Attending Church in Indonesia

Jason and I headed over to the local church today.  It’s an Indonesian Baptist church and I’d say there were about 80 – 100 people there today.  When we walked in, the first folks we saw were friends of Jason and Laura.  Jason introduced me and I shook hands and then one of Jason’s friends asked where Laura was.  She had stayed home because she was feeling sick with morning sickness but Jason wasn’t sure if she knew that Laura is expecting so he told her the news.

“By who?” she asked in astonishment.

We both looked at her and then looked at each other.  I started to laugh and clapped Jason on the back as I said, “Well, I’m pretty sure it’s Jason.”

She got all flustered and realized her English error immediately.  “No, by WHAT, I meant.  How did you announce the news?” she asked.

“It was on Facebook,” Jason said.

“Ah, that explains it.  I haven’t opened Facebook in awhile,” she replied.

It turned out that one of the friends was going to be preaching this morning so he said to Jason, “You be sure to translate for your mother.”

The service started with choruses, quite a few of which were familiar to me (the tunes, not the words obviously because those were in Indonesian).  I enjoyed singing them.  I think it must be easier to pronounce Bahasa Indonesia when you are singing the words than when you are speaking it in conversation….maybe because you are drawing out each word longer and there is the rhythm of the music involved, too.

There were various prayers before the sermon but I was never quite sure when they started except suddenly I’d notice that people had their heads bowed so then I’d listen intently and the end would usually involve the words “hallelujah” and “amen.”

The offering was taken but then, after the offering was brought back up to the front suddenly quite a few people got up out of their seats and started up to the front.

“What are they doing now?” I asked Jason.

“I think this must be a special offering,” he answered.  “Maybe it’s for the guest pastor.”

The sermon was about how man makes lots of plans throughout the course of the year but really, if God isn’t put first when those plans are made, then it is all foolishness and the height of arrogance.  At least, that’s what I think it was about.  I also think I heard the pastor referring to Morocco, Bali, the concept of “enshallah” AND Bon Jovi at points within the sermon so I am not entirely sure that I  REALLY knew what he was talking about.  Jason interpreted as best he could but the pastor was talking really quickly.  I’ll tell you one thing, I really hope that our church, which currently is without a pastor, can find a pastor like the pastor that spoke today.  He spoke with such passion for the Word.  I told him that, too, when I left and I meant it.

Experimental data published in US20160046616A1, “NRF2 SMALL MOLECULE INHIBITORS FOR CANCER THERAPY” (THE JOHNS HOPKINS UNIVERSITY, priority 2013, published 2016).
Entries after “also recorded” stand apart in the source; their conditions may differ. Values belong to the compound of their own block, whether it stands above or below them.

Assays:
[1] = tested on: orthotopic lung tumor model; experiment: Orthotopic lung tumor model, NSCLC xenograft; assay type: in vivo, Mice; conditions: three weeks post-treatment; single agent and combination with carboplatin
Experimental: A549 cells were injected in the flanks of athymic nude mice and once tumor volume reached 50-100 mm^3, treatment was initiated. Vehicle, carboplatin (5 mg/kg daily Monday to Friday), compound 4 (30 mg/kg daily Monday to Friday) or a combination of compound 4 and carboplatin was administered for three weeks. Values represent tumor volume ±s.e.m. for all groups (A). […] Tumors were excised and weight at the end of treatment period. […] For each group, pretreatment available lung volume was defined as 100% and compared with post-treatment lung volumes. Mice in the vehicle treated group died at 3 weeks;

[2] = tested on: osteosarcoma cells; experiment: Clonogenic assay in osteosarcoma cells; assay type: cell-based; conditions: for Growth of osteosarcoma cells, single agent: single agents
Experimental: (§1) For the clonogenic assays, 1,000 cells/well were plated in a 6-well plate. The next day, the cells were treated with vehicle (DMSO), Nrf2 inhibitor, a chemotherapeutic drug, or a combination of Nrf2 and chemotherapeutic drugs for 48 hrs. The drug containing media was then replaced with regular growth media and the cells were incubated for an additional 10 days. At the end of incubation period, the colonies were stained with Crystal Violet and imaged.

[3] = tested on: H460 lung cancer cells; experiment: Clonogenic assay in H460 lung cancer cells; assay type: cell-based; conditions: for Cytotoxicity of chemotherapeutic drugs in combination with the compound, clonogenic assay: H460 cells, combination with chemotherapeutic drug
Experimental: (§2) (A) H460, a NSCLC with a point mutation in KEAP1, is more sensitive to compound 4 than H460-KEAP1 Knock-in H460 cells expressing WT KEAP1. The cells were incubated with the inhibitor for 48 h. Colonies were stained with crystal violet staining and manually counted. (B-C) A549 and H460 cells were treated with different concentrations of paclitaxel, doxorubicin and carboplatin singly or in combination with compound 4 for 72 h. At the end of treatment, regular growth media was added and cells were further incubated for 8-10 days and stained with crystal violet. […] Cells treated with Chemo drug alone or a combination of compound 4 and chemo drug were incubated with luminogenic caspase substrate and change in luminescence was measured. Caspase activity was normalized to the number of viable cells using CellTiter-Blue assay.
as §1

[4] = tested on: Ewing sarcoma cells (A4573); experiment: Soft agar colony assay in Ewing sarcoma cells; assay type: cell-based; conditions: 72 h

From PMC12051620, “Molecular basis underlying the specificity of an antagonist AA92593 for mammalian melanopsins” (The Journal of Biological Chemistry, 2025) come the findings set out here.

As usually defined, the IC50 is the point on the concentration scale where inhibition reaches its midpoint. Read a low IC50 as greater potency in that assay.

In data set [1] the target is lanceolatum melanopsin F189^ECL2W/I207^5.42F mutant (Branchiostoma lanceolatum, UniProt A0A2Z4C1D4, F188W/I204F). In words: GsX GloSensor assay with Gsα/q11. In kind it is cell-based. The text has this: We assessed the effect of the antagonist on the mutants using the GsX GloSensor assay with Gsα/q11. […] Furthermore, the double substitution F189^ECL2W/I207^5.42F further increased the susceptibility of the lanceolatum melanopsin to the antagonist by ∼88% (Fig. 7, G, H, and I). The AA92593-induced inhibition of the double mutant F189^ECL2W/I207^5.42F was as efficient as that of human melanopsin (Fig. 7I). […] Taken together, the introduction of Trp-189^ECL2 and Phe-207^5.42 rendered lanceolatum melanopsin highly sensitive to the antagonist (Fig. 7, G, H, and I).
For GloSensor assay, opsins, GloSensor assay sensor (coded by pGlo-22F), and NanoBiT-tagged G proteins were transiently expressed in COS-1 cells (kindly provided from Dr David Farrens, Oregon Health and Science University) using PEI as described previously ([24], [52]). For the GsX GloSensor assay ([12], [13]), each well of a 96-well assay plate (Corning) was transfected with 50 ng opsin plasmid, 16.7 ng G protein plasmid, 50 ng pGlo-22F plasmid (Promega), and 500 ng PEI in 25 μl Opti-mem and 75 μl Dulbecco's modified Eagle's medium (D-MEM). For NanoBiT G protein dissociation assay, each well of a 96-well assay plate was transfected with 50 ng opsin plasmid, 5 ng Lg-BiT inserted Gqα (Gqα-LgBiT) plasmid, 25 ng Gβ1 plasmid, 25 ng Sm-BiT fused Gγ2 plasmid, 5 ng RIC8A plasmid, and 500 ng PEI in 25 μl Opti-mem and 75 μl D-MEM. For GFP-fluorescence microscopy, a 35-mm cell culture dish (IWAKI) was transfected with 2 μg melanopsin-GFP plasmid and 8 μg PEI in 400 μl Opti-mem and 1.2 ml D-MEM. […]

After the service, Jason’s friend who had misspoke about the pregnancy, came over and we were chatting.  “You know, your son said that you were, well, I can’t say the word because it is impolite so I’m putting it in quotes, (at which point she made quote motions in the air) but I don’t think you are at all,” she said.

I didn’t have a clue what she was talking about.  Jason looked at her and said, “What?”

“You know,” she said.  “I’m not going to mention the word because it is impolite but you put it on Facebook.
  See, I’m just putting it in quotes.  You know….the ‘c’ word.”

Jason and I looked at each other.  I wondered what in the world he had said about me
Jason said to her, “Why don’t you say it in Indonesian.  Are you talking about ‘gila’?”

“Yes,” she said.  “That’s what your son said that you were but I don’t think you are like that at all.”

Jason turned to me and said, “Oh, I said up on Facebook that sometimes my mom can be kind of crazy.”

“Oh,” I said brightly, “it’s true. I am.”

She looked at me horrified and Jason quickly jumped into the conversation.

“Well, I think ‘crazy’ means something a little different in English than it does in Indonesian,” he assured her.  “It can mean ‘funny’ or a little ‘nutty’ in English.”

“Maybe a better word to describe me would be ‘eccentric'”, I suggested.

She looked at me with a look that told me she wasn’t entirely convinced that this was a big improvement.  Ah, the joys of intercultural communication!

They’re invited over for lunch and I’m hoping that the thought of having lunch with a “crazy” woman won’t keep them away.  I have promised to be on my best behavior.  No swinging on the chandeliers when they arrive.  (Just kidding —-but you knew that, right? )    I may be eccentric but I’m not nuts.

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Hot Flashed Funk

  • misinterpretations crazy nutty eccentric, I really wish I knew what she was thinking, please ask

  • Sounds like a wonderful experience! Even if a little was lost in the translation.

    You crazy lady you! LOL


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